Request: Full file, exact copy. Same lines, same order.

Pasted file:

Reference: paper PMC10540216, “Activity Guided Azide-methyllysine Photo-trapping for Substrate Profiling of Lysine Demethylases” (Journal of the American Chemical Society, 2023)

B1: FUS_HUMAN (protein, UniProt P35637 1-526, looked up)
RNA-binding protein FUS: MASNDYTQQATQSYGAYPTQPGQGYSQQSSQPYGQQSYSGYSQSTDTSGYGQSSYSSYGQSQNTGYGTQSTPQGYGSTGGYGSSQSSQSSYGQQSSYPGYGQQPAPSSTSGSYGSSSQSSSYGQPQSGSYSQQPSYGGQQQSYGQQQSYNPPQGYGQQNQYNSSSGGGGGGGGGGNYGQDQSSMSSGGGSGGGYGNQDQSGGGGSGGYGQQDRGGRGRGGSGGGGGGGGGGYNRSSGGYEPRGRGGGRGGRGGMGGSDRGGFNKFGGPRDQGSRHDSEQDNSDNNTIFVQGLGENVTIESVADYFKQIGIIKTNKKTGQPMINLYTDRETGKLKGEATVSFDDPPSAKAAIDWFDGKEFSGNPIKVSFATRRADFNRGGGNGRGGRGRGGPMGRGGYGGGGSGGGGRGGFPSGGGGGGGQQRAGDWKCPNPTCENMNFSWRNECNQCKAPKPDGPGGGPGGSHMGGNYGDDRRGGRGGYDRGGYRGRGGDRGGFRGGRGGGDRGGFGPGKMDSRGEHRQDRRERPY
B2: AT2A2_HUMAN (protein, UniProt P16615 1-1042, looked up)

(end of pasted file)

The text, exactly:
Reference: paper PMC10540216, “Activity Guided Azide-methyllysine Photo-trapping for Substrate Profiling of Lysine Demethylases” (Journal of the American Chemical Society, 2023)

B1: FUS_HUMAN (protein, UniProt P35637 1-526, looked up)
RNA-binding protein FUS: MASNDYTQQATQSYGAYPTQPGQGYSQQSSQPYGQQSYSGYSQSTDTSGYGQSSYSSYGQSQNTGYGTQSTPQGYGSTGGYGSSQSSQSSYGQQSSYPGYGQQPAPSSTSGSYGSSSQSSSYGQPQSGSYSQQPSYGGQQQSYGQQQSYNPPQGYGQQNQYNSSSGGGGGGGGGGNYGQDQSSMSSGGGSGGGYGNQDQSGGGGSGGYGQQDRGGRGRGGSGGGGGGGGGGYNRSSGGYEPRGRGGGRGGRGGMGGSDRGGFNKFGGPRDQGSRHDSEQDNSDNNTIFVQGLGENVTIESVADYFKQIGIIKTNKKTGQPMINLYTDRETGKLKGEATVSFDDPPSAKAAIDWFDGKEFSGNPIKVSFATRRADFNRGGGNGRGGRGRGGPMGRGGYGGGGSGGGGRGGFPSGGGGGGGQQRAGDWKCPNPTCENMNFSWRNECNQCKAPKPDGPGGGPGGSHMGGNYGDDRRGGRGGYDRGGYRGRGGDRGGFRGGRGGGDRGGFGPGKMDSRGEHRQDRRERPY
B2: AT2A2_HUMAN (protein, UniProt P16615 1-1042, looked up)